The End Of Consoles?

During a discussion at GDC with fellow industry analysts David Cole and Colin Sebastiank, Michael Pachter, analyst for Wedbush Morgan, has made a bold prediction that these will be the last consoles we see from Sony and Microsoft.

Pachter claims that costs of consoles is too high and that Sony aren’t likely to break even until 2015. He says “[Third party publishers] are not going to support a PS4 or Xbox 720” due to the high costs of development and manufacturing and that this may well force the companies to turn to a more unified delivery platform. To publishers, the idea of digital distribution is an attractive one that cuts down costs drastically, but, whilst the upsides are very tempting, there will be consequences on the high street.


This is heavily routed in the buzz that’s going on at GDC over ‘cloud gaming’ being spearheaded by OnLive. As I’m sure most of you have heard, OnLive is looking to banish any need for serious hardware. Either as a 1mb download or tiny set-top box it streams a live feed of the game over the internet only requiring a minimum of a 2 mb connection for SD and 5 mb for HD.

As an idea it seems a bit presumptuous. How many of use have 10 mb connections? Think about it, half taken up by OnLive and half for the rest of your house. My Virgin connection is about to be upgraded but what about the rest of Europe? And what about download caps? I can’t see this as a viable idea in the UK until something like city wide wireless broadband is implemented and lord knows we’ve been waiting ages for that.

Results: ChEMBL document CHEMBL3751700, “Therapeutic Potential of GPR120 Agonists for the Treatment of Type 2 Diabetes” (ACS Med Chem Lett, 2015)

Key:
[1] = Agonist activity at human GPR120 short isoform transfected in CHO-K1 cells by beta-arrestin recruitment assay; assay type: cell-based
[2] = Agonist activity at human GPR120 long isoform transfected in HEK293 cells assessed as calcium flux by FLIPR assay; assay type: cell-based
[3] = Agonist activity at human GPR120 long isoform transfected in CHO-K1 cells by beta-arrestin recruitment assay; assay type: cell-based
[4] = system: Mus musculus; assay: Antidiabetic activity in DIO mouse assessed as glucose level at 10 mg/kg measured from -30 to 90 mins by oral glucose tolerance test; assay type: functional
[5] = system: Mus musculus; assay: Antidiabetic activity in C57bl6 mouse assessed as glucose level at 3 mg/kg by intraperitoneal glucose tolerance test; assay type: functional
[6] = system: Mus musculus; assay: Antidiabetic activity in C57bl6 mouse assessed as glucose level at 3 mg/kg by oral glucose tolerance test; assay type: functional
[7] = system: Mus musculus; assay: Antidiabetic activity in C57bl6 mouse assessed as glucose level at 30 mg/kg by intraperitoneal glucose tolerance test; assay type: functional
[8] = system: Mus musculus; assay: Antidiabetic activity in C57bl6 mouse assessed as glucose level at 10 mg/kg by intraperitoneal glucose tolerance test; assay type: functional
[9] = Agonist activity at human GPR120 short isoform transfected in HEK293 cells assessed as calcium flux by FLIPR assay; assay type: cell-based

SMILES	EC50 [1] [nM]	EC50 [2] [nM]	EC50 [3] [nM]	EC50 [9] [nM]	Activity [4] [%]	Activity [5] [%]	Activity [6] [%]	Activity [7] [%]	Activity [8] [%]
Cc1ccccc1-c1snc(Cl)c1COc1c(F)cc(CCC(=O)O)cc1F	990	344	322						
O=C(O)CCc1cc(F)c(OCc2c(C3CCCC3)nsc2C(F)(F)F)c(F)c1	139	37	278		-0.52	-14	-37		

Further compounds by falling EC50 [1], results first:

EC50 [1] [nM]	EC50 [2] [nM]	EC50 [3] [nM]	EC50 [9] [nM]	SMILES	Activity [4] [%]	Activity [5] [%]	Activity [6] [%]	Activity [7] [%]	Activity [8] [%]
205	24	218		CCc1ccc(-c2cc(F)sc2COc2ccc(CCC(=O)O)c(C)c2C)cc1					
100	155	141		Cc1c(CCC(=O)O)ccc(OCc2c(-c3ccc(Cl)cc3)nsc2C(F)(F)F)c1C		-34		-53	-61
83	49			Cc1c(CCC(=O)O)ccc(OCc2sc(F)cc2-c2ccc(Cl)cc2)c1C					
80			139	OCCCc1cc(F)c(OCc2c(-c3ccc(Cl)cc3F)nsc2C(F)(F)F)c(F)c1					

But what about 4 years down the line? When the current consoles have had their time, will the economy be in a stable enough position to pursue expensive technological progress? As has been mentioned before, will there only be room for one platform? Whilst the idea of a unified home console sounds like world peace it also sounds like a monopoly. Right now we have a choice. Not the choice of games but the choice of what we play it on. Whilst for some the grass is greener, for most of us the grass was more expensive and black. I chose my console not because it was pretty or pwnd cos it was Sony, but because I didn’t like (or trust) the competition.

So if cloud gaming works, where would this leave Sony? Will they just become another publisher fighting for the attention of the consumer behind the mighty EA or will they soldier on with their hardware?

I can’t help but think that the game has just changed. The goal posts have moved and I’m not sure how I feel about it.